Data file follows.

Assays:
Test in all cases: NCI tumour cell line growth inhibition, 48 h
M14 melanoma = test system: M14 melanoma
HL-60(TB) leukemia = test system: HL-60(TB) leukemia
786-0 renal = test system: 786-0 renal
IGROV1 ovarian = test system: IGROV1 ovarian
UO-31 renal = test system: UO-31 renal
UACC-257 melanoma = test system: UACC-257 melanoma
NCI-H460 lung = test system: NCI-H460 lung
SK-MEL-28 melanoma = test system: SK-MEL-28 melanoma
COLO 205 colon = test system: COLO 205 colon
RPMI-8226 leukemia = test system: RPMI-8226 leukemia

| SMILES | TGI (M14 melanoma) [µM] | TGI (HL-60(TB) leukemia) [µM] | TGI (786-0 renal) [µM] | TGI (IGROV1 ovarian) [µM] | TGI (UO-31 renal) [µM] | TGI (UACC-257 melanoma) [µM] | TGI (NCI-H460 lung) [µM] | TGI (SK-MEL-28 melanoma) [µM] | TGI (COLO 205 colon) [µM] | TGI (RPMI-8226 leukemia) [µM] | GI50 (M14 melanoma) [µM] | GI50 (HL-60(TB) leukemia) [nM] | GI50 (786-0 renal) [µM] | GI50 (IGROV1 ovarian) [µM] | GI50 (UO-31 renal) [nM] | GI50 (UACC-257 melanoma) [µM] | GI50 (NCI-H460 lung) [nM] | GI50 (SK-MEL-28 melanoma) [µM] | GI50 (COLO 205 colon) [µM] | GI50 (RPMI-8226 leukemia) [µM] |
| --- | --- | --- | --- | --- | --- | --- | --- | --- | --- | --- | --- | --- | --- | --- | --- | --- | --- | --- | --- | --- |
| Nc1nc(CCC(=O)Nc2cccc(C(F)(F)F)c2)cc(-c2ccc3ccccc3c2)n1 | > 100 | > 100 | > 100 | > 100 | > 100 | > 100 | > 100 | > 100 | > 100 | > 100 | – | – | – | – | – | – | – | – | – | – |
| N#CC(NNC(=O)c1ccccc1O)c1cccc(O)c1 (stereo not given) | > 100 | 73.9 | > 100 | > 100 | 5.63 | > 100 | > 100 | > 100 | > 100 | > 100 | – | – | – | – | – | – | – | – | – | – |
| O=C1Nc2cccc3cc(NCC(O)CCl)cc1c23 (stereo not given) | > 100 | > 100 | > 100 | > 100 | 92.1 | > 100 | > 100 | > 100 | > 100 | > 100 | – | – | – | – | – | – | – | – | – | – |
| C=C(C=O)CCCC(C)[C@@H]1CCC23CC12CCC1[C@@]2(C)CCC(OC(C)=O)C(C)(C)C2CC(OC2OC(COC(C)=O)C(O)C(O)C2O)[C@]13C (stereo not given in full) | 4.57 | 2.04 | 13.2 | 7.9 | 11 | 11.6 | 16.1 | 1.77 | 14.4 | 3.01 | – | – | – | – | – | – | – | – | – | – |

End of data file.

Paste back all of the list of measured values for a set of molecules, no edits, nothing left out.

Assays:
Test in all cases: NCI tumour cell line growth inhibition, 48 h
M14 melanoma = test system: M14 melanoma
HL-60(TB) leukemia = test system: HL-60(TB) leukemia
786-0 renal = test system: 786-0 renal
IGROV1 ovarian = test system: IGROV1 ovarian
UO-31 renal = test system: UO-31 renal
UACC-257 melanoma = test system: UACC-257 melanoma
NCI-H460 lung = test system: NCI-H460 lung
SK-MEL-28 melanoma = test system: SK-MEL-28 melanoma
COLO 205 colon = test system: COLO 205 colon
RPMI-8226 leukemia = test system: RPMI-8226 leukemia

| SMILES | TGI (M14 melanoma) [µM] | TGI (HL-60(TB) leukemia) [µM] | TGI (786-0 renal) [µM] | TGI (IGROV1 ovarian) [µM] | TGI (UO-31 renal) [µM] | TGI (UACC-257 melanoma) [µM] | TGI (NCI-H460 lung) [µM] | TGI (SK-MEL-28 melanoma) [µM] | TGI (COLO 205 colon) [µM] | TGI (RPMI-8226 leukemia) [µM] | GI50 (M14 melanoma) [µM] | GI50 (HL-60(TB) leukemia) [nM] | GI50 (786-0 renal) [µM] | GI50 (IGROV1 ovarian) [µM] | GI50 (UO-31 renal) [nM] | GI50 (UACC-257 melanoma) [µM] | GI50 (NCI-H460 lung) [nM] | GI50 (SK-MEL-28 melanoma) [µM] | GI50 (COLO 205 colon) [µM] | GI50 (RPMI-8226 leukemia) [µM] |
| --- | --- | --- | --- | --- | --- | --- | --- | --- | --- | --- | --- | --- | --- | --- | --- | --- | --- | --- | --- | --- |
| Nc1nc(CCC(=O)Nc2cccc(C(F)(F)F)c2)cc(-c2ccc3ccccc3c2)n1 | > 100 | > 100 | > 100 | > 100 | > 100 | > 100 | > 100 | > 100 | > 100 | > 100 | – | – | – | – | – | – | – | – | – | – |
| N#CC(NNC(=O)c1ccccc1O)c1cccc(O)c1 (stereo not given) | > 100 | 73.9 | > 100 | > 100 | 5.63 | > 100 | > 100 | > 100 | > 100 | > 100 | – | – | – | – | – | – | – | – | – | – |
| O=C1Nc2cccc3cc(NCC(O)CCl)cc1c23 (stereo not given) | > 100 | > 100 | > 100 | > 100 | 92.1 | > 100 | > 100 | > 100 | > 100 | > 100 | – | – | – | – | – | – | – | – | – | – |
| C=C(C=O)CCCC(C)[C@@H]1CCC23CC12CCC1[C@@]2(C)CCC(OC(C)=O)C(C)(C)C2CC(OC2OC(COC(C)=O)C(O)C(O)C2O)[C@]13C (stereo not given in full) | 4.57 | 2.04 | 13.2 | 7.9 | 11 | 11.6 | 16.1 | 1.77 | 14.4 | 3.01 | – | – | – | – | – | – | – | – | – | – |